Stand structure of Central European forests matters more than climate for transpiration sensitivity to VPD

Christoph Bachofen*, Rafael Poyatos, Víctor Flo, Jordi Martínez-Vilalta, Maurizio Mencuccini, Víctor Granda, Charlotte Grossiord

*Autor corresponent d’aquest treball

Producció científica: Contribució a una revistaArticleRecercaAvaluat per experts

12 Cites (Scopus)


Temperature rise and more severe and frequent droughts will alter forest transpiration, thereby affecting the global water cycle. Yet, tree responses to increased atmospheric vapour pressure deficit (VPD) and reduced soil water content (SWC) are not fully understood due to long-term tree adjustments to local environmental conditions that modify transpiration responses to short-term VPD and SWC changes. We analysed sap flux density (SFD) of Fagus sylvatica, Picea abies, Pinus sylvestris and Quercus ilex from 25 sites across Europe to understand how daily variation in SWC affects the sensitivity of SFD to VPD (βVPD) and the maximum SFD (S95). Furthermore, we tested whether long-term adjustments to site climatic conditions and stand characteristics affect βVPD and S95. The studied species showed contrasting βVPD and S95 with the largest values in F. sylvatica, followed by Q. ilex, which surpassed the two conifers that showed low βVPD and low S95. We observed that βVPD and S95 dropped during days of low SWC in F. sylvatica, P. sylvestris and Q. ilex, but not in P. abies. Both βVPD and S95 were driven by tree height, and the temperature and precipitation at the sites. However, stand basal area was the most important driver of βVPD and S95, explaining 30% of their total variance. Synthesis and applications: A future warmer and drier climate will restrict tree transpiration and thereby heavily affect the soil–plant-atmosphere coupling. However, the effect of basal area, being the largest driver of tree transpiration sensitivity to vapour pressure deficit across a broad range of conditions, provides the opportunity to pre-adapt European forests to future climate conditions. While stand thinning can increase the soil water availability for remaining trees, it also increases transpiration sensitivity to high air temperatures and may thereby amplify tree vulnerability to heat and drought.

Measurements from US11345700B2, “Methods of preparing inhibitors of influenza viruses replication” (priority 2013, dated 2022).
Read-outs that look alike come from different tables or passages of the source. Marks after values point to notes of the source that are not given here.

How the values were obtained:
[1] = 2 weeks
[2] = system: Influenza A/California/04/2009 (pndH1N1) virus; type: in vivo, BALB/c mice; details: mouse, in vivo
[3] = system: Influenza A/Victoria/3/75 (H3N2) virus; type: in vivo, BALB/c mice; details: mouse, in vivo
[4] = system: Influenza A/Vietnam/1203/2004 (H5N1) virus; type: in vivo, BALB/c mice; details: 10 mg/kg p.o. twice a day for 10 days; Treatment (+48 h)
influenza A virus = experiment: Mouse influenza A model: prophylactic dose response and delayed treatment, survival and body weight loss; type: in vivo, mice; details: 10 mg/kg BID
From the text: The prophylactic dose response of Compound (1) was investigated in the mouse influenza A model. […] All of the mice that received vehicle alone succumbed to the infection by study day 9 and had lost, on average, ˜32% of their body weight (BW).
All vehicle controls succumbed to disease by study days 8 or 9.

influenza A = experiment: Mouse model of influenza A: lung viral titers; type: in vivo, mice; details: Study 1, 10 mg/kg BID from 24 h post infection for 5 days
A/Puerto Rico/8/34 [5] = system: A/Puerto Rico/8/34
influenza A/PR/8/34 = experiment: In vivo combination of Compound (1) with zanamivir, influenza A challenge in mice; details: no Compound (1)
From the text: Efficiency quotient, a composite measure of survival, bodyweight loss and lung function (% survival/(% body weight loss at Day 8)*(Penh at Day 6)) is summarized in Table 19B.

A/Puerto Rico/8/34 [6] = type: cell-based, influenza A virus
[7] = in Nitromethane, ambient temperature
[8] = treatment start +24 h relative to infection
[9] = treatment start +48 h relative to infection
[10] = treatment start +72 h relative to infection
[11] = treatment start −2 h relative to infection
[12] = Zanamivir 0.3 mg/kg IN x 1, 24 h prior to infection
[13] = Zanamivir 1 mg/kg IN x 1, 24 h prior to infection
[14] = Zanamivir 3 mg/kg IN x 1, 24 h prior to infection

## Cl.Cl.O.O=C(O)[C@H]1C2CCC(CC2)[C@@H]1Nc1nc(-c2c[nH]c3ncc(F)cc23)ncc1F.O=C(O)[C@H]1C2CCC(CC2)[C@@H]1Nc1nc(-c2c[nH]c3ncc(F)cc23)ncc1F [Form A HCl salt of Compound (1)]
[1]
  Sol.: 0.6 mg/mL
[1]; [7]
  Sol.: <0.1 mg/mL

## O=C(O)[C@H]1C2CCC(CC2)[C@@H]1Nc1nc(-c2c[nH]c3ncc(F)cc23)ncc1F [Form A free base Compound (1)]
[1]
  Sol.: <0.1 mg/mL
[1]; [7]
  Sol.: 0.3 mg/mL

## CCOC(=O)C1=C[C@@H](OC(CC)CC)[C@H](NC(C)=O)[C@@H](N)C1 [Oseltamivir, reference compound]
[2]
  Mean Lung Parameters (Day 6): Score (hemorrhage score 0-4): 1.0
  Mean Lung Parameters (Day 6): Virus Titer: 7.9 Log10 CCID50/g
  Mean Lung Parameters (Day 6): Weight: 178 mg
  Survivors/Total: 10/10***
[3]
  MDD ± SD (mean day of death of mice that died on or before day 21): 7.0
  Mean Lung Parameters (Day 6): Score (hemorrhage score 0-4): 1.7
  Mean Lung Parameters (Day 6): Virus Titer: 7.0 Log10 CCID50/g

Idioma originalEnglish
Pàgines (de-a)886-897
Nombre de pàgines12
RevistaJournal of Applied Ecology
Estat de la publicacióPublicada - 20 de març 2023


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